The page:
| 6 January 2007
Earliest settlements in Taipei discovered
An Academia Sinica archaeologist said he has found the ruins of Taiwan's earliest settlement in Taipei. Liu Yi-chang dated the settlement around 2,500 years before Christ.
Commissioned by the Taipei city cultural bureau, the archaeologist started digging a vacant lot at the Talungtung elementary school last year. Shard and stone implements were found in a layer only 3.5 meters under the ground. They belonged to the earliest humans that settled in the Taipei basin about 4,500 years ago, Liu claims. No fossils of the settlers were discovered, however. That made scientific dating of the users of what Liu identifies as Neolithic artifacts next to impossible. "But the pottery shard we found seems to have been part of a pot for cooking," Liu said.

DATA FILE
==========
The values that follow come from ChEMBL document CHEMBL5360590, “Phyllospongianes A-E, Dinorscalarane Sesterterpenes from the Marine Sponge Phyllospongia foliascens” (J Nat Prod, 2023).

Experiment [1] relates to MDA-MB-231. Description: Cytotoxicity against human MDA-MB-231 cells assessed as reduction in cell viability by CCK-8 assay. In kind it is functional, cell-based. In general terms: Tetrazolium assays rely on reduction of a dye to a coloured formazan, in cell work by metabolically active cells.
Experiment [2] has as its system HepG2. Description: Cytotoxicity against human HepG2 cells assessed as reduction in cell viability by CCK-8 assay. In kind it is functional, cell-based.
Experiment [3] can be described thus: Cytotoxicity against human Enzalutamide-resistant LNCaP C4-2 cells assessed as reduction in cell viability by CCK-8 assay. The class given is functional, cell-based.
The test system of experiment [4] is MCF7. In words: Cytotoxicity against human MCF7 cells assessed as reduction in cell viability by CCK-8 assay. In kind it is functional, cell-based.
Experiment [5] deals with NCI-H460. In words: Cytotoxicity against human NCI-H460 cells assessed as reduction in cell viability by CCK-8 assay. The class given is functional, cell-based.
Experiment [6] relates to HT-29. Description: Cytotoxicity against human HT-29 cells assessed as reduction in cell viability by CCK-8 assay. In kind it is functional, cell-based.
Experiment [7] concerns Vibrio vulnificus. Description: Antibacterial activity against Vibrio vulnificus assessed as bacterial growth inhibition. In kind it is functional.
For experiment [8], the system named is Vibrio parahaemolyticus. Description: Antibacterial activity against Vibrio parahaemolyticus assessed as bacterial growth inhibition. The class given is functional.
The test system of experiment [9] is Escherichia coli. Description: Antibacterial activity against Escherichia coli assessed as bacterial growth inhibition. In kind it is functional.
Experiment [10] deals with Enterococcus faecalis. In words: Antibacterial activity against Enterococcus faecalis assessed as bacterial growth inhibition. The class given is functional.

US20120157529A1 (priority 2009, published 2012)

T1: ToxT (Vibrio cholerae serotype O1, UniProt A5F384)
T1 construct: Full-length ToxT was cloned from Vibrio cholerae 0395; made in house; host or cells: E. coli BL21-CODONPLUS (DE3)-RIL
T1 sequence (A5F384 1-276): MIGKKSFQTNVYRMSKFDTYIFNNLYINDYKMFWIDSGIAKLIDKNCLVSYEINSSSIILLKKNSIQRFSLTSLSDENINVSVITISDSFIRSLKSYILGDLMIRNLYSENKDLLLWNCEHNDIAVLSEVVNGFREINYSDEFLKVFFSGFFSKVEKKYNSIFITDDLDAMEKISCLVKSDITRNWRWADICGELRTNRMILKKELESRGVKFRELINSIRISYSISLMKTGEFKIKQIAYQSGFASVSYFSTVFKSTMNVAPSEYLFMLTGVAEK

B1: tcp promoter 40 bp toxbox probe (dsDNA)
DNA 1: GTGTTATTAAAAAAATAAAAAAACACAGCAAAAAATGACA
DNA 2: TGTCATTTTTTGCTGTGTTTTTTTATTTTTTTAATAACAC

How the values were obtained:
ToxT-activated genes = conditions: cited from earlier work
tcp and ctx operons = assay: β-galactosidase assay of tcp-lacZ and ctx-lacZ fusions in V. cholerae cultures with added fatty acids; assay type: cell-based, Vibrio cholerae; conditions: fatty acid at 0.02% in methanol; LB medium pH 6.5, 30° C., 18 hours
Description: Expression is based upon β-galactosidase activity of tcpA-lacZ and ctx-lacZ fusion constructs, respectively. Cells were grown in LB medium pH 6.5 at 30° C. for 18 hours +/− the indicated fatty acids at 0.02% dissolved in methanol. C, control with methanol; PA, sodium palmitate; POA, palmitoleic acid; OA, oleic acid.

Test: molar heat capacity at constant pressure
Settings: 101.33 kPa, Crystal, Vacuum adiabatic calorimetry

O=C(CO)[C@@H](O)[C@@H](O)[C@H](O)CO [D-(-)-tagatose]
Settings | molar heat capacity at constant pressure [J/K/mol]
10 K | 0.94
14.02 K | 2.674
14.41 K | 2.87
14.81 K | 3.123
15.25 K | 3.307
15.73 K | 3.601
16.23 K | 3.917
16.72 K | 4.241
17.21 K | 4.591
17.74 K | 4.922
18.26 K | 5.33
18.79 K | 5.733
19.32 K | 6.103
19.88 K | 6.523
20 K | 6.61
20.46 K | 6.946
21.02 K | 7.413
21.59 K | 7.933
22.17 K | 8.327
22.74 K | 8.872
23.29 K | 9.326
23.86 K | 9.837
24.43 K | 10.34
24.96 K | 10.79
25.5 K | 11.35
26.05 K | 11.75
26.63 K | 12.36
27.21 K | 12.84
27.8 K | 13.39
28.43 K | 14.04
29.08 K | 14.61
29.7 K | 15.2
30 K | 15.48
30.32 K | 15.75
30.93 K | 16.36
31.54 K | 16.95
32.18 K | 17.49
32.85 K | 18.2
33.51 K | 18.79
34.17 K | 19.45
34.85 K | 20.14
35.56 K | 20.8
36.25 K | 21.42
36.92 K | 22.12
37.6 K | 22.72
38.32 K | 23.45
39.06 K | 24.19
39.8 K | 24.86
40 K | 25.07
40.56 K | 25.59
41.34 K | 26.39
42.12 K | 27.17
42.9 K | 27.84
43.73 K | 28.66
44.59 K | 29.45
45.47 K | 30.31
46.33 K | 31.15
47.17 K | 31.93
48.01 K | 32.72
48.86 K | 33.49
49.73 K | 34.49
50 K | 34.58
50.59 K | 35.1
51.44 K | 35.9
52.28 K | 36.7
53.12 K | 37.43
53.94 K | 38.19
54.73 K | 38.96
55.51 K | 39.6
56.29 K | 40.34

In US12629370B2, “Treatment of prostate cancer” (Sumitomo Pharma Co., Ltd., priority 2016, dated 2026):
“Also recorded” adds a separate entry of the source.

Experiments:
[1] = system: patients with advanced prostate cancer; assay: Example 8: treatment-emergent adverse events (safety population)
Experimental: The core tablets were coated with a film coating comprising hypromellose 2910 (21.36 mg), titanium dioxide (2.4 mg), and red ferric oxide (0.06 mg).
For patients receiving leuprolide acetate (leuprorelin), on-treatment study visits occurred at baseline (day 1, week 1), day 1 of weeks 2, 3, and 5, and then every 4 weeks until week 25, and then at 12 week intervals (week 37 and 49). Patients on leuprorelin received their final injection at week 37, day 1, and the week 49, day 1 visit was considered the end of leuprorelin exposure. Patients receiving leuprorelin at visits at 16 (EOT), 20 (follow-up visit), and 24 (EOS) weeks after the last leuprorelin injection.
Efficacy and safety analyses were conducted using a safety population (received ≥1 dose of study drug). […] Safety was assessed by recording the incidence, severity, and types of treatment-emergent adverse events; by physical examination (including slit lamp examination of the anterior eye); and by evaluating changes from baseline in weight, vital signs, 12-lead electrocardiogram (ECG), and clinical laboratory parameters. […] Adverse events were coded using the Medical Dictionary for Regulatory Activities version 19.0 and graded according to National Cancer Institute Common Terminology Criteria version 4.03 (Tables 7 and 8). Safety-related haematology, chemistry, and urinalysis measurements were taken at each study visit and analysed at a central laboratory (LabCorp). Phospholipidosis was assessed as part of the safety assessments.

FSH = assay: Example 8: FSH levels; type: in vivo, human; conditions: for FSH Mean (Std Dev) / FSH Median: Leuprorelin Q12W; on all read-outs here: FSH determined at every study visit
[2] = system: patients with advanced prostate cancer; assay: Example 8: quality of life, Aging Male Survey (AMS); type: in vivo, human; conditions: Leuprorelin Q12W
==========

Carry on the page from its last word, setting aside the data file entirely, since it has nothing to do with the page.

He said the earliest settlers in Taipei probably were able to use canoes to go all the way up river to get good mud for pottery near Mount Tatun. No vestige of a canoe was found in the vicinity to bear out Liu's hypothesis. Liu defined the relics as those of what is known as Hsintangpu culture in Taiwan's prehistory.
Source: The China Post Online (5 January 2007)
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